Tradition… Inflation? – Total Return Outlook, Second Quarter
The first quarter saw an accelerated normalization in markets, as equities hit new highs, while Treasury yields rocketed higher. With widespread dissemination of demonstrably efficacious vaccines underway, the market has shifted its focus to continued stimulus and the potential for inflation.
The table below highlights the dramatic recovery across the markets.
Besides the vaccine distribution, the other major event of the first quarter has been the advancement of broader fiscal stimulus measures, courtesy of the Democratic sweep of the Georgia runoff that gave the Democrats a majority in the Senate. This has buoyed risk taking across markets, at the expense of Treasuries. Particularly telling is the fact that the MOVE Index, which measures the volatility of Treasury options, has risen sharply, in the absence of equity volatility (VIX). Economic data across the spectrum have exceeded expectations across most, if not all segments of the economy.
The question is whether this manifests as inflation. We have a potent concoction with the fed funds rate pegged at zero, quantitative easing, and fiscal stimulus as many risk assets are breaching new highs - not to mention creative stores of wealth, including cryptocurrencies and trading cards. The consumer’s balance sheet has largely improved over the past year, save for those whose jobs have been disrupted by pandemic lockdowns. This is in stark contrast to the period that followed the Global Financial Crisis (GFC). In that time, the consumer withstood a double whammy of falling equity prices and falling home prices, with homes representing the largest asset for many. Real estate assets back then were often recklessly levered, courtesy of extremely lax lending standards.
The post-GFC experience has led many to debate traditional monetary theory vs. Modern Monetary Theory. Specifically, one can point to the period of QE1-3 (2009-2014) as a time when extraordinary monetary stimulus failed to stoke inflation. Let’s take a deeper look at this period, compared with today’s experience.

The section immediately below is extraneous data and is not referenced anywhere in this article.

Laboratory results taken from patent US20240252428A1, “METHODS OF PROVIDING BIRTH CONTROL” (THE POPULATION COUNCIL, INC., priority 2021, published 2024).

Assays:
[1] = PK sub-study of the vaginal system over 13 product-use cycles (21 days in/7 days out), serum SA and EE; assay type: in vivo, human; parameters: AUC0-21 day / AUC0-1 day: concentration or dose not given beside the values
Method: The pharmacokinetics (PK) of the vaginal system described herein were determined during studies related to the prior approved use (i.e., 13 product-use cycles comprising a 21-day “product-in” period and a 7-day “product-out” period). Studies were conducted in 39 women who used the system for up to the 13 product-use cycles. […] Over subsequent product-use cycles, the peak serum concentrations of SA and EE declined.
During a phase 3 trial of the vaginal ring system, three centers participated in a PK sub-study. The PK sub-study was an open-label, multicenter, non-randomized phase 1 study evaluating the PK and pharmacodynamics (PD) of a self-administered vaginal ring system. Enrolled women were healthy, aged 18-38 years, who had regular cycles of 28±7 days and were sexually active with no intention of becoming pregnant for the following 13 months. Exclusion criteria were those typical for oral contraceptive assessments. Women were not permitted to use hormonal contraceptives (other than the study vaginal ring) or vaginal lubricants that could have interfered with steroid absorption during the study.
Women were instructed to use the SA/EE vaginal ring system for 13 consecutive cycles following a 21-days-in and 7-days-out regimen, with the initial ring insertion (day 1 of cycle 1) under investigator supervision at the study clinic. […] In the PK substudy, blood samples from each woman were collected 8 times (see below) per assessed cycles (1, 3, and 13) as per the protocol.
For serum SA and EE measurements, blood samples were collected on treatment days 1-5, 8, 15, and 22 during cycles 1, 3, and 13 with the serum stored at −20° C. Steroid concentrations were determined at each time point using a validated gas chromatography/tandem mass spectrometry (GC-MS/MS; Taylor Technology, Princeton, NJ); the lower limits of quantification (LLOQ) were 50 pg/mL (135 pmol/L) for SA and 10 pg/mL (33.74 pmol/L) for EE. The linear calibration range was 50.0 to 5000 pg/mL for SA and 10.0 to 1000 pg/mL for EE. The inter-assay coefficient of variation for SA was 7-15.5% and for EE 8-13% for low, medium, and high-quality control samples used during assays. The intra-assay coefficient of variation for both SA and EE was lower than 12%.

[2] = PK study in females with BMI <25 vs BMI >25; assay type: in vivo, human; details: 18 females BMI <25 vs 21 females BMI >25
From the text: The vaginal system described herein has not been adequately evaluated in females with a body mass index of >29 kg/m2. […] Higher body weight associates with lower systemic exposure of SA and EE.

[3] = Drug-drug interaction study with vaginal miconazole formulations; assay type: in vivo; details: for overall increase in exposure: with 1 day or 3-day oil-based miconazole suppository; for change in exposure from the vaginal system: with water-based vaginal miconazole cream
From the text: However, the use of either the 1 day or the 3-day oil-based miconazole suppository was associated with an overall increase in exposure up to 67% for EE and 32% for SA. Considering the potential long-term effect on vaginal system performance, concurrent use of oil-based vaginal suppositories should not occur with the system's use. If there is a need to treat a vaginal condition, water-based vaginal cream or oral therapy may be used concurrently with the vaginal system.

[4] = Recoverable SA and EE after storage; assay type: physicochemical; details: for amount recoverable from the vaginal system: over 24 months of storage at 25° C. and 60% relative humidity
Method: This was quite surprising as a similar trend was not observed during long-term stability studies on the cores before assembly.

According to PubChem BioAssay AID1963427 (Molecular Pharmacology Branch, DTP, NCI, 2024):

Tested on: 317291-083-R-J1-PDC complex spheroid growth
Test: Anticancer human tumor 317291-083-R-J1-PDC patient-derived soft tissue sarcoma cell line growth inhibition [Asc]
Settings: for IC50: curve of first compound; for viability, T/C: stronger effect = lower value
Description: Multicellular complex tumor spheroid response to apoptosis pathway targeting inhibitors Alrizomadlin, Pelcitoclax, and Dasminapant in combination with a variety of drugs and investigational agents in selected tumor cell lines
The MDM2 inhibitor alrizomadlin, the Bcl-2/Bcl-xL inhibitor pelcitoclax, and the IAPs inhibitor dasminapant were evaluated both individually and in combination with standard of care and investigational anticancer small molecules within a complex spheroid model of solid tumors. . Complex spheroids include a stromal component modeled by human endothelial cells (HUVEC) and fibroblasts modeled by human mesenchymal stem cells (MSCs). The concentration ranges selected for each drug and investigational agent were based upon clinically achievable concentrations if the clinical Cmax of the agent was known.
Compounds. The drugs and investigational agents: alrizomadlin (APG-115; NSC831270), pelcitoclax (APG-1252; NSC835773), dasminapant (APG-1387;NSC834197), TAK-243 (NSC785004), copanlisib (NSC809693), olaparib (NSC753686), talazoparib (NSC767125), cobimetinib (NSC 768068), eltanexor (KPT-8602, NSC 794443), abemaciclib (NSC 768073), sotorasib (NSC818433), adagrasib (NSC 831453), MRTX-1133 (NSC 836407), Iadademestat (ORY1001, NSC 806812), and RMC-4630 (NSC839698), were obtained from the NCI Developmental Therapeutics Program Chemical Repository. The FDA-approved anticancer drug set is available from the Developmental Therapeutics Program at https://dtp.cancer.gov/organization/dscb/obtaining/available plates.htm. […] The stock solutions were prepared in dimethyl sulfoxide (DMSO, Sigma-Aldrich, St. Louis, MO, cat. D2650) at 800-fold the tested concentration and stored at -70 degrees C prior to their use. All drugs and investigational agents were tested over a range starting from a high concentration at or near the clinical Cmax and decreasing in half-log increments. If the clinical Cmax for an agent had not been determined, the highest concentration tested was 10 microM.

The traditional monetarists abide by the simple relationship:
M x V = P x Q = nominal GDP
where M = Money Supply, V = Velocity of Money, P = Price of Output, and Q = Quantity of Output.
One of the ideas behind quantitative easing was a massive increase in money supply. However, given the plight of most households during the GFC, money created during this wave was largely saved, not spent – as evidenced by the decline in velocity. As M and V offset, there was little change in the price and quantity of output. This is reflected by our slow recovery with low inflation during the period.
Looking at 2021, markets tell a different story. Investors are seeking new avenues for investing cash as traditional risk markets have reached new highs. We’ve seen a massive increase in M2 money supply – and some evidence of rising output and rising prices. Anecdotes of rising producer prices, as well as recovery of pandemic-stricken industries continue to trickle across the newswires. GDP estimates, both in the U.S. and globally, are projected to exceed the prior QE-regime. It stands to reason that even if the velocity of money were to fall slightly, the sheer size of money supply growth will support this economic expansion. It will become increasingly important to track producer price indices and GDP to see just how different the next couple years will be, compared to the prior ten.
Turning our focus to investment grade (IG) sectors, the IG corporate market suffered a total return of -4.65% in the first quarter of 2021, its worst quarter since the depths of the financial crisis in 2008. In contrast to that period, the poor return of the corporate index last quarter was entirely attributed to a selloff in the underlying risk-free Treasury rate. The credit component of the index, measured by the OAS, actually tightened 5 basis points. The spread tightening combined with carry produced an excess return of +95 basis points above Treasuries.